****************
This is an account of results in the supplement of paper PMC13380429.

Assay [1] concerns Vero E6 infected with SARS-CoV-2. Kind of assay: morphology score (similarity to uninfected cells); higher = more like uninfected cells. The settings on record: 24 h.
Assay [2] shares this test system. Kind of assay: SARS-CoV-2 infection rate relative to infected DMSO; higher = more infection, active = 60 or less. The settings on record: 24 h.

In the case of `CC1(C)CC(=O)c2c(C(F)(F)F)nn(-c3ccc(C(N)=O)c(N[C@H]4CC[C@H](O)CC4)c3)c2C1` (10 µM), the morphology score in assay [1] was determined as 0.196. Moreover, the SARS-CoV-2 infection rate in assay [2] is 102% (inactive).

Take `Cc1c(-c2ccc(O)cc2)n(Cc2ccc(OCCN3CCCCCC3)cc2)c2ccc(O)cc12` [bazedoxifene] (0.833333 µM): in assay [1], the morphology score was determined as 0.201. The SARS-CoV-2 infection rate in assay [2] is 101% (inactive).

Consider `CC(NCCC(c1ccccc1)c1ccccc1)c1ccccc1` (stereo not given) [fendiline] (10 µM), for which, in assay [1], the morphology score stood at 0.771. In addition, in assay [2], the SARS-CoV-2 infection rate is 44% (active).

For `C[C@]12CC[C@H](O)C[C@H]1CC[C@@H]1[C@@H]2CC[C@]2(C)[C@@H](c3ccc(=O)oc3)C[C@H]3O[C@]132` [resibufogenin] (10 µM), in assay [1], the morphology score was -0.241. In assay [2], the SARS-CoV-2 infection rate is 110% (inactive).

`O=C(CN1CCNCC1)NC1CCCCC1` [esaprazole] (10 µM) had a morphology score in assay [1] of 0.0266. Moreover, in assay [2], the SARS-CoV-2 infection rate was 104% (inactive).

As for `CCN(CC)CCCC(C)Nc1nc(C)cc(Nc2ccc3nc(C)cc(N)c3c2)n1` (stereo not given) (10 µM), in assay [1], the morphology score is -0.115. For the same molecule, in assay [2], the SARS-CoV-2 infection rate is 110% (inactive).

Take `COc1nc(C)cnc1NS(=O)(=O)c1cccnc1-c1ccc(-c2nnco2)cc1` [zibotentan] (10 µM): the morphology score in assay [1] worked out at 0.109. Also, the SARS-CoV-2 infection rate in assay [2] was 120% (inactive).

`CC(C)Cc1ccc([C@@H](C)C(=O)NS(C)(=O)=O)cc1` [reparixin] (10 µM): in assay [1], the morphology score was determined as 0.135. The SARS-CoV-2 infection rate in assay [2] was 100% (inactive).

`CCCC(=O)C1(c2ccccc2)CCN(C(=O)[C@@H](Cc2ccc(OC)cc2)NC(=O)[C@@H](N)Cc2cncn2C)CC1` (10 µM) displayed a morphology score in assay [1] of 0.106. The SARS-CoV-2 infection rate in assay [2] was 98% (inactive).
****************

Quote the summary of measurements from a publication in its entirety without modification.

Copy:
This is an account of results in the supplement of paper PMC13380429.

Assay [1] concerns Vero E6 infected with SARS-CoV-2. Kind of assay: morphology score (similarity to uninfected cells); higher = more like uninfected cells. The settings on record: 24 h.
Assay [2] shares this test system. Kind of assay: SARS-CoV-2 infection rate relative to infected DMSO; higher = more infection, active = 60 or less. The settings on record: 24 h.

In the case of `CC1(C)CC(=O)c2c(C(F)(F)F)nn(-c3ccc(C(N)=O)c(N[C@H]4CC[C@H](O)CC4)c3)c2C1` (10 µM), the morphology score in assay [1] was determined as 0.196. Moreover, the SARS-CoV-2 infection rate in assay [2] is 102% (inactive).

Take `Cc1c(-c2ccc(O)cc2)n(Cc2ccc(OCCN3CCCCCC3)cc2)c2ccc(O)cc12` [bazedoxifene] (0.833333 µM): in assay [1], the morphology score was determined as 0.201. The SARS-CoV-2 infection rate in assay [2] is 101% (inactive).

Consider `CC(NCCC(c1ccccc1)c1ccccc1)c1ccccc1` (stereo not given) [fendiline] (10 µM), for which, in assay [1], the morphology score stood at 0.771. In addition, in assay [2], the SARS-CoV-2 infection rate is 44% (active).

For `C[C@]12CC[C@H](O)C[C@H]1CC[C@@H]1[C@@H]2CC[C@]2(C)[C@@H](c3ccc(=O)oc3)C[C@H]3O[C@]132` [resibufogenin] (10 µM), in assay [1], the morphology score was -0.241. In assay [2], the SARS-CoV-2 infection rate is 110% (inactive).

`O=C(CN1CCNCC1)NC1CCCCC1` [esaprazole] (10 µM) had a morphology score in assay [1] of 0.0266. Moreover, in assay [2], the SARS-CoV-2 infection rate was 104% (inactive).

As for `CCN(CC)CCCC(C)Nc1nc(C)cc(Nc2ccc3nc(C)cc(N)c3c2)n1` (stereo not given) (10 µM), in assay [1], the morphology score is -0.115. For the same molecule, in assay [2], the SARS-CoV-2 infection rate is 110% (inactive).

Take `COc1nc(C)cnc1NS(=O)(=O)c1cccnc1-c1ccc(-c2nnco2)cc1` [zibotentan] (10 µM): the morphology score in assay [1] worked out at 0.109. Also, the SARS-CoV-2 infection rate in assay [2] was 120% (inactive).

`CC(C)Cc1ccc([C@@H](C)C(=O)NS(C)(=O)=O)cc1` [reparixin] (10 µM): in assay [1], the morphology score was determined as 0.135. The SARS-CoV-2 infection rate in assay [2] was 100% (inactive).

`CCCC(=O)C1(c2ccccc2)CCN(C(=O)[C@@H](Cc2ccc(OC)cc2)NC(=O)[C@@H](N)Cc2cncn2C)CC1` (10 µM) displayed a morphology score in assay [1] of 0.106. The SARS-CoV-2 infection rate in assay [2] was 98% (inactive).